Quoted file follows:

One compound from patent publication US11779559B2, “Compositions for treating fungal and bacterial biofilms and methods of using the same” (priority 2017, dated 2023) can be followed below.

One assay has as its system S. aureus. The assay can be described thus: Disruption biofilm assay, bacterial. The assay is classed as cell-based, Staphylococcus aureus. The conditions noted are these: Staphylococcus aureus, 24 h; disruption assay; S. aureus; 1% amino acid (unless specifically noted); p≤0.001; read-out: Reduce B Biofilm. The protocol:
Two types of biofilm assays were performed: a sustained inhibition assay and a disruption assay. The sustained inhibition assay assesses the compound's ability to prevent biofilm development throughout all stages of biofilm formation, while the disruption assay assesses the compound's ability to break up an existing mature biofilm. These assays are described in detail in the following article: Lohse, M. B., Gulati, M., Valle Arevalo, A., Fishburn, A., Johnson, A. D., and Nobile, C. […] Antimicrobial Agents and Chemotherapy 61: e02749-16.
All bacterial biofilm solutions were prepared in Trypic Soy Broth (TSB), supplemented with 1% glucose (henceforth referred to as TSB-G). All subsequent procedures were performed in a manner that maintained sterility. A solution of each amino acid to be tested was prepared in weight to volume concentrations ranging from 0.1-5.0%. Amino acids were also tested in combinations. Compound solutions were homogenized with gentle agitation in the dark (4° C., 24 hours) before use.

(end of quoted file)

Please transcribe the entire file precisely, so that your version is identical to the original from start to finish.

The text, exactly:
One compound from patent publication US11779559B2, “Compositions for treating fungal and bacterial biofilms and methods of using the same” (priority 2017, dated 2023) can be followed below.

One assay has as its system S. aureus. The assay can be described thus: Disruption biofilm assay, bacterial. The assay is classed as cell-based, Staphylococcus aureus. The conditions noted are these: Staphylococcus aureus, 24 h; disruption assay; S. aureus; 1% amino acid (unless specifically noted); p≤0.001; read-out: Reduce B Biofilm. The protocol:
Two types of biofilm assays were performed: a sustained inhibition assay and a disruption assay. The sustained inhibition assay assesses the compound's ability to prevent biofilm development throughout all stages of biofilm formation, while the disruption assay assesses the compound's ability to break up an existing mature biofilm. These assays are described in detail in the following article: Lohse, M. B., Gulati, M., Valle Arevalo, A., Fishburn, A., Johnson, A. D., and Nobile, C. […] Antimicrobial Agents and Chemotherapy 61: e02749-16.
All bacterial biofilm solutions were prepared in Trypic Soy Broth (TSB), supplemented with 1% glucose (henceforth referred to as TSB-G). All subsequent procedures were performed in a manner that maintained sterility. A solution of each amino acid to be tested was prepared in weight to volume concentrations ranging from 0.1-5.0%. Amino acids were also tested in combinations. Compound solutions were homogenized with gentle agitation in the dark (4° C., 24 hours) before use.